Jadon and Anias McDonald were born connected at the head 13 months ago. It's a very rare occurrence. Conjoined twins occur once in 200,000 births. They shared 1.5 centimeters of brain tissue.
After a grueling surgery that lasted about 16 and a half hours, Jadon and Anias were separated for the first time in their lives. The surgeons then continued operating on each boy separately to rebuild their skulls.
"I should feel so happy...TWO SEPARATE BABIES!!!...and yet I ache with the uncertainty of the future," Nicole McDonald, the boys' mother, wrote on Facebook.
Jadon came out of surgery around 8 a.m. Friday, while Anias' surgery was completed around 1 p.m. Friday - nearly 27 hours after surgeons first began operating. Both boys are now recovering in the intensive care unit at Children's Hospital at Montefiore Medical Center in the Bronx.
"I know things got pretty hard...and that you've been through more than I will ever experience in a lifetime...but I promise that it's going to be ok," Nicole McDonald wrote after Anias emerged from surgery.
She said they will be intubated for at least a week and their family is facing a new future.
McDonald said Dr. James Goodrich, the world's leading surgeon in craniopagus separation, considered this his most difficult procedure ever. He told her the boys shared about four times more brain tissue than high-tech imaging systems could show. She said there was a point where he debated stopping the whole procedure, because it was just too risky.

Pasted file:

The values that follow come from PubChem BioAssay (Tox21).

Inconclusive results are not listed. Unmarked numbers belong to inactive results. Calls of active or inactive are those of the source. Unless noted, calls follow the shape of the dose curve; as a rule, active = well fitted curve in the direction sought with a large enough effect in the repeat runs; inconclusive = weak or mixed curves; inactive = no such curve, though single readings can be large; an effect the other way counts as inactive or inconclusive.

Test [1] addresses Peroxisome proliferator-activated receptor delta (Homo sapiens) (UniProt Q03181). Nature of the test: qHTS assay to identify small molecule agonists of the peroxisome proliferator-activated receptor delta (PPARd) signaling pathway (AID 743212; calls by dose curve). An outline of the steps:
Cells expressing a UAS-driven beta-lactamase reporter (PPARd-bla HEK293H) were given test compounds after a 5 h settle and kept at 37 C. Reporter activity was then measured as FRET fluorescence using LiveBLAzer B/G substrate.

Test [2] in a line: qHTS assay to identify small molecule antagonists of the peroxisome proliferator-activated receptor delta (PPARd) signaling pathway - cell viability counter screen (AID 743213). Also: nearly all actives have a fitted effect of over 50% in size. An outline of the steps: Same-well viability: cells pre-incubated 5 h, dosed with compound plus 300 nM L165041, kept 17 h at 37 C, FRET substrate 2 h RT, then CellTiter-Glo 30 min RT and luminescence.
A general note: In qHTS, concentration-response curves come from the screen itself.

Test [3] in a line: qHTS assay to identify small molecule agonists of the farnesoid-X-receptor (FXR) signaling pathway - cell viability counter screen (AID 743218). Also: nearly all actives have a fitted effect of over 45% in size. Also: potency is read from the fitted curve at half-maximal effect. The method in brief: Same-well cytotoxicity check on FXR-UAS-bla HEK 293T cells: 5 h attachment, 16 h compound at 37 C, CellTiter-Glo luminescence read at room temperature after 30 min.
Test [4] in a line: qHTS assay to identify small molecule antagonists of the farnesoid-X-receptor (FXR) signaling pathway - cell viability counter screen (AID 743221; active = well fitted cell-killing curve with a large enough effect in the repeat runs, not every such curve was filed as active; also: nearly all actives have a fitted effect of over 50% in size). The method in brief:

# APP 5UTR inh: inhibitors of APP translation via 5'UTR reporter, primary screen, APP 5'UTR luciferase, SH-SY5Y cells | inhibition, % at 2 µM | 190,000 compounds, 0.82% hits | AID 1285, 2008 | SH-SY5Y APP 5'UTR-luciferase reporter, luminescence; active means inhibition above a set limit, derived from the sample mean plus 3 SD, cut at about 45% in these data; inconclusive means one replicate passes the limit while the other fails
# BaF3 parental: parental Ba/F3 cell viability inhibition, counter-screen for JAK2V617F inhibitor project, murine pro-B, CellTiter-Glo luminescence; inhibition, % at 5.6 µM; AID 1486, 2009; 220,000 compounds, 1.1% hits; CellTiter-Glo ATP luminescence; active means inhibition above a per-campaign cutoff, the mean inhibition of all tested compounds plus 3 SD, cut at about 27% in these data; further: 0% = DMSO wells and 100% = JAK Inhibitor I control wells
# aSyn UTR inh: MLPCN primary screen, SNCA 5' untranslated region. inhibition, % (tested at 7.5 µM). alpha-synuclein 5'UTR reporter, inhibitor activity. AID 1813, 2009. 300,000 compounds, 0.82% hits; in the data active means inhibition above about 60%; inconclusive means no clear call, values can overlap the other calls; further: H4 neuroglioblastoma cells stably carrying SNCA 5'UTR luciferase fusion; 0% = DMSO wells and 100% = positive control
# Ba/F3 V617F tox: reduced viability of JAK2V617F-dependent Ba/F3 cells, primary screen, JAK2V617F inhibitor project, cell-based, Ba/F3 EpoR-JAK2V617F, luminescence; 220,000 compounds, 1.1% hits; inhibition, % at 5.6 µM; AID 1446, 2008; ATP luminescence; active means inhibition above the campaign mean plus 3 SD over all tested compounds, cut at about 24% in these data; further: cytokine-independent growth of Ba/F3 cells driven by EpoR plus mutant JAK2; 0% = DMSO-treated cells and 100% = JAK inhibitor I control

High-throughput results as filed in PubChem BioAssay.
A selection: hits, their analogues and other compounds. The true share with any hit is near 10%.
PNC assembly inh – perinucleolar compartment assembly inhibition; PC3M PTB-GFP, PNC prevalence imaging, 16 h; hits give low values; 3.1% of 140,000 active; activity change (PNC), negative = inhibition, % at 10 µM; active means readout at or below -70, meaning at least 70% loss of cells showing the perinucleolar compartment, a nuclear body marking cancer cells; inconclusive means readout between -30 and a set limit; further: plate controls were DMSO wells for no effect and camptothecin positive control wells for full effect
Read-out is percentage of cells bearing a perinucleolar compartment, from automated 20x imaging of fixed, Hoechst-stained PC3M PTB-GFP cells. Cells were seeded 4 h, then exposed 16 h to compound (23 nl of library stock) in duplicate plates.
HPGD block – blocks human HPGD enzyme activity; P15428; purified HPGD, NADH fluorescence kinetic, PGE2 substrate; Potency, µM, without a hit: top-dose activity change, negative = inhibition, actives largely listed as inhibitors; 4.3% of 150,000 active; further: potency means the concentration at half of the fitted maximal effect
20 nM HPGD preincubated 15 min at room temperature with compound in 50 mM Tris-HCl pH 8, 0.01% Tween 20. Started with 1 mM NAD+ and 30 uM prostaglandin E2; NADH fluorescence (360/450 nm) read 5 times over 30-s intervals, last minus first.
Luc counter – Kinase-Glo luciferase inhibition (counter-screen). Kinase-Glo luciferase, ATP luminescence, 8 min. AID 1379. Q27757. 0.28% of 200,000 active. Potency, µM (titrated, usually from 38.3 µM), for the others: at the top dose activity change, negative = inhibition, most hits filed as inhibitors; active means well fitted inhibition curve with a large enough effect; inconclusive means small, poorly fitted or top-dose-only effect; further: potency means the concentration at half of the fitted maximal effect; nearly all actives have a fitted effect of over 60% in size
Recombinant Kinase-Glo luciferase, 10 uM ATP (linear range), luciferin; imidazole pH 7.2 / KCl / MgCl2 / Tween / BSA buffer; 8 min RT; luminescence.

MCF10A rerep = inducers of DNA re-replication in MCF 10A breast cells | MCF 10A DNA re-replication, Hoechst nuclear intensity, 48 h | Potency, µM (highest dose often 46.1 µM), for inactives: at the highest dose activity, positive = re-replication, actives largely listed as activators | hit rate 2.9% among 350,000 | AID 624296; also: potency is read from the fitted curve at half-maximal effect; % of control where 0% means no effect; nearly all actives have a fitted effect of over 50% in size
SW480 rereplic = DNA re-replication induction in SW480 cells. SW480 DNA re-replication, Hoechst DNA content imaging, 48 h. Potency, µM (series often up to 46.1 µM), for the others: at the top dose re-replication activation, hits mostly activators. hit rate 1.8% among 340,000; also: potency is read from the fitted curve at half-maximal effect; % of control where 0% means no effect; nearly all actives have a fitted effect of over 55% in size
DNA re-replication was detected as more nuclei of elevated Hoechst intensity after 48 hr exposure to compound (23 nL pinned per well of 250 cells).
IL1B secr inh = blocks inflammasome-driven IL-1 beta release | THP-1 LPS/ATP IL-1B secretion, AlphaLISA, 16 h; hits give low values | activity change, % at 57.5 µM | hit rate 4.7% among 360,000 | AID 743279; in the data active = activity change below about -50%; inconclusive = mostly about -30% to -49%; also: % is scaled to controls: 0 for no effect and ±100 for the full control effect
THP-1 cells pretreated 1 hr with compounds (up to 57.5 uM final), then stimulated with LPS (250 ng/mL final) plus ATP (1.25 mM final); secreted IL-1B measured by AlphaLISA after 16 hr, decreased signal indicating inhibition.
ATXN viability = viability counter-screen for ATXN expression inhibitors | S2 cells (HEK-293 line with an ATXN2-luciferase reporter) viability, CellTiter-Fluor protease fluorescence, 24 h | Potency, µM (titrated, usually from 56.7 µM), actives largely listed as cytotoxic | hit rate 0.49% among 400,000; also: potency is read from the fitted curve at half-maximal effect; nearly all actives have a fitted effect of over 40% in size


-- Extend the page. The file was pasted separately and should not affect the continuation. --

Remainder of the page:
"But an opening presented itself and they went for it. It ended up being the right call," McDonald wrote.
With no plan to cut so much tissue, Goodrich made the final cut based on his instinct. McDonald said Anias, who has had more difficulty in the boys' short life, "really got rocked in this procedure. It now is up to God in terms of how he recovers."
McDonald calls the next stage the "bring of the vast unknown." She wrote on Facebook that Anias may not be able to move his body based on where their brain was separated.
She also wrote about seeing the boys' smiles, and that she's thinking about when she sees those smiles again.
"Twenty-four hours ago he was so rambunctious, full of life. God, please give me my baby back," she wrote.
McDonald called Jadon a "rock star" who maintained his vitals through the whole procedure. She posted a photo of Jadon on Facebook around 7:30 a.m., just after hospital staff wheeled him into the Intensive Care Unit.
Nicole; her husband, Christian; their 3-year-old son, Aza; and the twins are originally from Braidwood, Ill., which is about 60 miles southwest of Chicago. The family moved to the Bronx in February, to prepare for the life-changing procedure.
The twins have undergone three complex operations during the last five months. This was the fourth and final stage. Once surgery started Thursday, the boys' father called it "nervous energy."
After a huge leap of faith, it's back to taking baby steps from here forward. The boys were essentially reborn Friday, so, in many ways, they need to start infant development all over again.
A doctor said the boys have been on their backs their entire lives, so they will need to learn motor control and how to take steps after they recover from the operation.
"This is an amazing, amazing family. They come from a small town in Illinois. They moved their entire lives to the Bronx, all for the love of their children, and they're making it work. We're going to keep tabs on them," the doctor said.
This is much welcome news for their family back in Braidwood. They had been waiting anxiously for an update.
"I just never knew that there was that many caring and generous people," said John Taylor, the twins' great grandfather.
"Nicki is so inspirational. She's been my hero. She has inspired so many of us, through her faith, through her dedication," said Debbie Burroughs, a family friend.
The family set up a GoFundMe page to help with expenses related to the surgery and future medical needs.